Cleansed, The Dorfman, National Theatre, review: Gore-fest staged with upsetting realism

Sarah Kane's 1998 play is a difficult watch that suggests love is most powerful weapon of torture there is

Astonishingly, this is the first Sarah Kane play to be staged at the National Theatre. In all honesty, I find it hard to mind that Cleansed isn’t more often revived. 

It’s set in some kind of correctional facility for ‘degenerates’: an incestuous sister and brother; a homosexual couple. The Tinker, a ‘doctor’, carries out stomach-churning treatments/tortures that break bodies and crush love. Even his own moment of softness with a stripper ends violently.

Kane’s 1998 play is a very difficult watch. There are rapes, mutilations, and humiliating torments. Interestingly, Katie Mitchell stages this gore-fest with upsetting realism, despite the play’s own rejection of the naturalistic. There have been fainters; I felt literally nauseous afterwards. But it’s not mere shock-horror: Kane’s disquieting experiments with non-linear form have lost none of their nightmarish, precision-cut yet confounding intensity. 

Kane was inspired by Roland Barthes’ phrase: "being in love was like being in Auschwitz", and Cleansed seems to suggest that love is the most powerful weapon of torture there is.  

While there are moments of true human tenderness, it is such love that makes agonising pain… even worse. We see intimacy being betrayed under threat-of-death, then that betrayal being played back to the lover. Even a lover’s apparent self-sacrifice becomes a punishment for the one left behind; “I’d die for you” is not romantic when it’s a final nail of psychological torture. 

Such sophisticated acts of sadism, which play off our deep love for another against our animal desire to save ourselves, dig into our worst fears. George Orwell knew that; it’s why 1984 remains so potent, and Cleansed riffs on it.  

The set is a dilapidated old building; a madhouse of medieval tortures, with hospital trolleys and latex gloves. Still, such surrounding scruffiness suggests rogue element rather than state sanctioned surveillance. Mitchell’s production is swathed in ominous noise, metallic clunks, a pulsating like blood in your ears before you faint (or was that just me?) The sound of bombs and planes intrude later - a nod, surely, to an outside world of omnipresent, global violence.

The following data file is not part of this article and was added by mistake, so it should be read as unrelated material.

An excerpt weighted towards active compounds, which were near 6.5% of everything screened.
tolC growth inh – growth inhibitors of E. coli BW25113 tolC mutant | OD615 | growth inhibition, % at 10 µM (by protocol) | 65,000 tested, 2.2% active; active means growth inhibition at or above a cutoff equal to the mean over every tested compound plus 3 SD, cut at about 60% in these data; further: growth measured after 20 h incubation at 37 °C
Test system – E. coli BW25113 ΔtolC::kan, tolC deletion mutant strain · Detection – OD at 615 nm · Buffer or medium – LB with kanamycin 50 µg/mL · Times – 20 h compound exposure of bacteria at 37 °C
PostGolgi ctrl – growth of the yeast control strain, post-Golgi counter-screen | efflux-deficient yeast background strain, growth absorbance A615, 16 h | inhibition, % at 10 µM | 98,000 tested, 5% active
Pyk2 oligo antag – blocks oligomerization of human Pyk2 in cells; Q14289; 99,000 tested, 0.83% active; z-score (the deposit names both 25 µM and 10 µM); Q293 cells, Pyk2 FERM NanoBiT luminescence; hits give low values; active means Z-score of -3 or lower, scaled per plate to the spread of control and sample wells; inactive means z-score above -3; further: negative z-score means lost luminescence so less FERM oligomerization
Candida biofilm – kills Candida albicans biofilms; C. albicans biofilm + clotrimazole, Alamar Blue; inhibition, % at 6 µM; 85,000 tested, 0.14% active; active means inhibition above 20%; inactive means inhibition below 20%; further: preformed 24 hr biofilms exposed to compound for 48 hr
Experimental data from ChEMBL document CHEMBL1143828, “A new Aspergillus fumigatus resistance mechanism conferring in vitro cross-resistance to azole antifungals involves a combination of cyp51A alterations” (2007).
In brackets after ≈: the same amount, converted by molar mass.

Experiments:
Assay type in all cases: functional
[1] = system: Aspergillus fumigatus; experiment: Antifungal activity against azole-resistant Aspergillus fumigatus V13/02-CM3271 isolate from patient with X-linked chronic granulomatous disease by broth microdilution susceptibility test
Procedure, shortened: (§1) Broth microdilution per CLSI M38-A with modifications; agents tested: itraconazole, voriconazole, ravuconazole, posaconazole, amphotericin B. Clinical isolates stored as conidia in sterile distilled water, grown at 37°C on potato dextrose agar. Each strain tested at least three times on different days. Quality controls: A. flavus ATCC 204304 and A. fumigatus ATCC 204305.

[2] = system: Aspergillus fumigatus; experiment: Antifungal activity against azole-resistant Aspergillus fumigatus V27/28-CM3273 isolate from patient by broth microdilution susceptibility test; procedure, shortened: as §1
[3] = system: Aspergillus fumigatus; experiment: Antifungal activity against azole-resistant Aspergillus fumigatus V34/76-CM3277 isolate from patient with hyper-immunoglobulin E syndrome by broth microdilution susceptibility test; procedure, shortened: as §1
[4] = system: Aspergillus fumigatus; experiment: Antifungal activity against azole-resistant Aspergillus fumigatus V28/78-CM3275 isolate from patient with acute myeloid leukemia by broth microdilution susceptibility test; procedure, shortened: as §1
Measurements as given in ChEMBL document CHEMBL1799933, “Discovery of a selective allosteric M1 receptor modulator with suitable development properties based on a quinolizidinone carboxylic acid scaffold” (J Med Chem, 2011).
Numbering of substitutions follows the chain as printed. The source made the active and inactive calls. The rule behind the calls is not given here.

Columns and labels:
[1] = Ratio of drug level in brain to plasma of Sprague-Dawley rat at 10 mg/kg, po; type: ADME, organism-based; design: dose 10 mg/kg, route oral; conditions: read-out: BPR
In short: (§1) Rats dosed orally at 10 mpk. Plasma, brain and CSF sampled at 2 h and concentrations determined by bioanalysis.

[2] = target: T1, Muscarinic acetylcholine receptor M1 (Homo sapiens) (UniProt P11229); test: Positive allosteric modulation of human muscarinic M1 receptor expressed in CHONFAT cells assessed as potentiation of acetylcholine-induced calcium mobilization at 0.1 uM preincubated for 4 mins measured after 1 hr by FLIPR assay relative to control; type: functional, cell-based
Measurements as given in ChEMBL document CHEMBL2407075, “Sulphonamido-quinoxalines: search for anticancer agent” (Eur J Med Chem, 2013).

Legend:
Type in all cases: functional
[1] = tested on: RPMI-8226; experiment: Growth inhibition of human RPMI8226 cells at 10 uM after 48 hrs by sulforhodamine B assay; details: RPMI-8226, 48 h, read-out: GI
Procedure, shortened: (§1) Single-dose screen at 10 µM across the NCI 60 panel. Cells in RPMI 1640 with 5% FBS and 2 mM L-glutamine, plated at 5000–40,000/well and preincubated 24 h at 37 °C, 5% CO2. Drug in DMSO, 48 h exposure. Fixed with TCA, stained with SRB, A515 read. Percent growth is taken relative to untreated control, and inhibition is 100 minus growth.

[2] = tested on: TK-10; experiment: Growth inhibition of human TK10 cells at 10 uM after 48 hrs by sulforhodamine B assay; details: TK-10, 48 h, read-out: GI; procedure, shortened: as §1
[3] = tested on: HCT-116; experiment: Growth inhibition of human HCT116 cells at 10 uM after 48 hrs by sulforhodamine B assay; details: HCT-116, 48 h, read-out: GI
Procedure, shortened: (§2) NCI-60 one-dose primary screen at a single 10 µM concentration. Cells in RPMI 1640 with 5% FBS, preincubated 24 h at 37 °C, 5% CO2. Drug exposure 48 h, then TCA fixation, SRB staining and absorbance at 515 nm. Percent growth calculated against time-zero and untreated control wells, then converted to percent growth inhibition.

Mitchell realises, and embellishes, Kane’s symbolism. Slow-moving funerals of men in black balaclavas, clutching umbrellas, have a treacly surrealism. The mechanised movements of a stripper’s dance telegraph how women may be reduced to sexual vending machines. Flowers prod up through the floor, almost too innocent a representation of the blossoming of love. 

Performances are across-the-board excellent, which mostly means good at conveying extreme pain. Tom Mothersdale as the Tinker is sinister yet insouciant; Michelle Terry as the body-dysmorphic sister Grace gives a bare-all performance that sees her howl, judder and splutter. It is Grace’s play in Mitchell’s interpretation: she sees all, bearing witness to atrocities beyond her own.

Kane marries the darkest imaginings of our subconscious minds with a reminder that such unwatchable acts are really happening somewhere in the world right now. Yet I wasn’t convinced the play quite earns its violent extremes. I’ve rarely been so overwhelmed by a show, but I’ve also never longed so much for one to end.